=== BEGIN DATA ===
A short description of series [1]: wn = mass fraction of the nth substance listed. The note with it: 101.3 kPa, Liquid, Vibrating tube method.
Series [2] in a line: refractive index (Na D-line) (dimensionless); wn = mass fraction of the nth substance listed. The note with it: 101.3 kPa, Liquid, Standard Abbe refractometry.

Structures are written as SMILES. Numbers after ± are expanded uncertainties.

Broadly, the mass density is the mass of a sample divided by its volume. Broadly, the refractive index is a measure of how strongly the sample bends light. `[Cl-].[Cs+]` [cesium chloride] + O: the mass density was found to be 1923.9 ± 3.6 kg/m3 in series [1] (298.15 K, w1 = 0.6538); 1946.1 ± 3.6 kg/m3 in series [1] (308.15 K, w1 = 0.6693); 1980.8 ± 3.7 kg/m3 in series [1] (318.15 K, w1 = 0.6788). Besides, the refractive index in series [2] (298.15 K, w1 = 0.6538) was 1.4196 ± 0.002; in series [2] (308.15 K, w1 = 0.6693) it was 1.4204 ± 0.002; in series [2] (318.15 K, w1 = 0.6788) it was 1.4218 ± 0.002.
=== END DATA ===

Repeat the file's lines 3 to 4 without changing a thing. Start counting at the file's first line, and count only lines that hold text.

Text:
Structures are written as SMILES. Numbers after ± are expanded uncertainties.

Broadly, the mass density is the mass of a sample divided by its volume. Broadly, the refractive index is a measure of how strongly the sample bends light. `[Cl-].[Cs+]` [cesium chloride] + O: the mass density was found to be 1923.9 ± 3.6 kg/m3 in series [1] (298.15 K, w1 = 0.6538); 1946.1 ± 3.6 kg/m3 in series [1] (308.15 K, w1 = 0.6693); 1980.8 ± 3.7 kg/m3 in series [1] (318.15 K, w1 = 0.6788). Besides, the refractive index in series [2] (298.15 K, w1 = 0.6538) was 1.4196 ± 0.002; in series [2] (308.15 K, w1 = 0.6693) it was 1.4204 ± 0.002; in series [2] (318.15 K, w1 = 0.6788) it was 1.4218 ± 0.002.